Wangari Mathenge’s paintings explore her cultural upbringing, introducing elements from both African society and the Diaspora. Born in Nairobi, Kenya, in 1973, she spent her time as a child between London and Kenya, before moving to the US when she was an adult. Currently based in Chicago, Illinois, Wangari is a graduate of Howard University and Georgetown University Law Center and is currently pursuing an MFA in Painting and Drawing at The School of The Art Institute of Chicago.
But her introduction to art was much earlier, as a young child. “I started making art as a child,” she shared in an interview with Issue Magazine. “I was probably first introduced to it in kindergarten. My first recollection comprises plasticine, paper collage, watercolor and the varied possibilities of Lego blocks.”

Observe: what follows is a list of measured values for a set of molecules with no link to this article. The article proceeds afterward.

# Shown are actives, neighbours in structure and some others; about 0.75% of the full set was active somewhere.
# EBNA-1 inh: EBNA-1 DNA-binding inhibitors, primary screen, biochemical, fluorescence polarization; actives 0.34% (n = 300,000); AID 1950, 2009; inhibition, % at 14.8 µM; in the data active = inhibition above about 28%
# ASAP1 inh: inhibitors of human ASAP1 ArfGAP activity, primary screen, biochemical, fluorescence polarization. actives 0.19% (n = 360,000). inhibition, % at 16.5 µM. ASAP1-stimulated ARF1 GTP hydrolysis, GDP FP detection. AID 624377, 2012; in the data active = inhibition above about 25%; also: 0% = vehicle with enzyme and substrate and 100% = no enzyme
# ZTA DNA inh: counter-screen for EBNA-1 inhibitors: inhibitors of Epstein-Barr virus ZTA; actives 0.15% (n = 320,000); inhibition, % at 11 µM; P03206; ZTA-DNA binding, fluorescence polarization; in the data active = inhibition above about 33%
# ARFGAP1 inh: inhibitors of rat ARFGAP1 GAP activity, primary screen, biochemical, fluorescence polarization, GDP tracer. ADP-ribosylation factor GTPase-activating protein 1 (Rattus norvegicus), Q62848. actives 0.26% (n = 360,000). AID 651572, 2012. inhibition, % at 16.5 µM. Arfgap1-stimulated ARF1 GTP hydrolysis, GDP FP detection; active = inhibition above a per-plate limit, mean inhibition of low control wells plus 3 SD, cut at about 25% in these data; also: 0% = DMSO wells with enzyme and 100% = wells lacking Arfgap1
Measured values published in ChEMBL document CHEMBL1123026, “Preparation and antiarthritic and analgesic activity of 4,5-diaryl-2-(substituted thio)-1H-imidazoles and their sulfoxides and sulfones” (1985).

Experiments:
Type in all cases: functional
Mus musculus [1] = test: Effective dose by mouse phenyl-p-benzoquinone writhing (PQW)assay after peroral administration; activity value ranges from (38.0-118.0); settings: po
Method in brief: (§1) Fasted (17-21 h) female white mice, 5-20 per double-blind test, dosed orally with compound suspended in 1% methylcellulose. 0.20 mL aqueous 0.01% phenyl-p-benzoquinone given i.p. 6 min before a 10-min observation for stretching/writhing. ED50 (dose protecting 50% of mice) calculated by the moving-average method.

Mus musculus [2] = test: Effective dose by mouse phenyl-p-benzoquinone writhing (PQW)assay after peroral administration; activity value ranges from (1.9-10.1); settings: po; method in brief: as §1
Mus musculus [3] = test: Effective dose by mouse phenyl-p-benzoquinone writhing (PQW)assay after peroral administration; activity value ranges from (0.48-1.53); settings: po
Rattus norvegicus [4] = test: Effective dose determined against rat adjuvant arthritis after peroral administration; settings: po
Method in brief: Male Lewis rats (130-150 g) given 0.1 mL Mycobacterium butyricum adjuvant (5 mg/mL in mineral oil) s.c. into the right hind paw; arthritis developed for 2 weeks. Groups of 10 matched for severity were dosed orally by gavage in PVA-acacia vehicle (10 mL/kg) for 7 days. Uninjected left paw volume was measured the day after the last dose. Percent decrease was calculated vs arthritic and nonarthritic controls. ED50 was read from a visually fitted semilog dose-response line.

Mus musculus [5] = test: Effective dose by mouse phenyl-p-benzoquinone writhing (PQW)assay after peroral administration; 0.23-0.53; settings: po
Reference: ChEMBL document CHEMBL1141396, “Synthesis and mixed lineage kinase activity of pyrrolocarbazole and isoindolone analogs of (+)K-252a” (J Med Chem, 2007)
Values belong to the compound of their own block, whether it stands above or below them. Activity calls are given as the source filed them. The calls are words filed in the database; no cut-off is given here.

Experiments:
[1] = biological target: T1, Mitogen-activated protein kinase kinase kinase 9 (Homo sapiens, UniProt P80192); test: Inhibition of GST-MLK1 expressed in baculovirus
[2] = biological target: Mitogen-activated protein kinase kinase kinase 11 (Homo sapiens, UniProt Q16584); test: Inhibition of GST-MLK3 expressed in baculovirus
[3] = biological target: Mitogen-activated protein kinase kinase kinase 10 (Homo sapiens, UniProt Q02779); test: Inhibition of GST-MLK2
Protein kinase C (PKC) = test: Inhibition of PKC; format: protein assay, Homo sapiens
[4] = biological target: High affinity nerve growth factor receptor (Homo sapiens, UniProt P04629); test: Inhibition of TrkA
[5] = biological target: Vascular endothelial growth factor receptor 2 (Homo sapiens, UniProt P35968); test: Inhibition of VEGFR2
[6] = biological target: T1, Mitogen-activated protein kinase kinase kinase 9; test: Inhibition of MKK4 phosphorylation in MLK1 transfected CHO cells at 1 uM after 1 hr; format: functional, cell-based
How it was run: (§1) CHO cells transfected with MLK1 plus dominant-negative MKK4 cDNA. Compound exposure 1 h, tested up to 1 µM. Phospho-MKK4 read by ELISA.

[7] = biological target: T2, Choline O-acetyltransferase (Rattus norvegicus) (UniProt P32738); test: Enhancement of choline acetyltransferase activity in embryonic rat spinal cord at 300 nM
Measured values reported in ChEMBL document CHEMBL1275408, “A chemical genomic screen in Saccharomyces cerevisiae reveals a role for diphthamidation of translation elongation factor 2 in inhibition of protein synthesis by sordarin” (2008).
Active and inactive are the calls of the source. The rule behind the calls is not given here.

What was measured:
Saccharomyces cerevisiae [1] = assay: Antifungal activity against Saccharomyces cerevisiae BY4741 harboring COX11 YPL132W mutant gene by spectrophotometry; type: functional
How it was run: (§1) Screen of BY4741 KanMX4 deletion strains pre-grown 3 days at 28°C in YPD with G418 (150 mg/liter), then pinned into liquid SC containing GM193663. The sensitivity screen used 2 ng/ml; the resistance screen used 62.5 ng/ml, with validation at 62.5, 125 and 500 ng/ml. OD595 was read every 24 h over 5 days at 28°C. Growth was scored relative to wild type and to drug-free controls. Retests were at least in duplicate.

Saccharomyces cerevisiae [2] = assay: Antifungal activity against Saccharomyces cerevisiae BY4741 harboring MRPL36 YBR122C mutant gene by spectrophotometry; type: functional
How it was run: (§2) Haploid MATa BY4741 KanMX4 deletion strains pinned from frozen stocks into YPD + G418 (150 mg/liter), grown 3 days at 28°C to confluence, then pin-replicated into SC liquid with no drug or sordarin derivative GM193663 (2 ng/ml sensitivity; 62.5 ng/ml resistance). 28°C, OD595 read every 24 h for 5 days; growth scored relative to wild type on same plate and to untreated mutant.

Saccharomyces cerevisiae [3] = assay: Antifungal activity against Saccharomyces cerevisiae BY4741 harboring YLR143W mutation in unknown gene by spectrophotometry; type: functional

These days, the majority of her work is based around people—portrait painting, that is. Often depicting people with whom she has significant relationships, Mathenge’s paintings are realized through structured compositions emboldened with gestural strokes and mark making.
According to Mathenge, through her work, she hopes to demystify what it means to be a Kenyan woman. “I was always intrigued by the fact that there was so much ignorance in the West as to the totality of conditions in Kenya,” she admits.
“Questions regarding the building structures, the cities, transportation systems all stumped me because these are things that I took for granted—that the West was aware that nations in Africa were organized and developing.”
Her portrait art is, at times, a reminder of what it looks like in these liminal spaces (between Africa and the diaspora), other times simply a glimpse back into the past, into other spaces as a way of recalling and recording. Scroll down to see some recent works by her.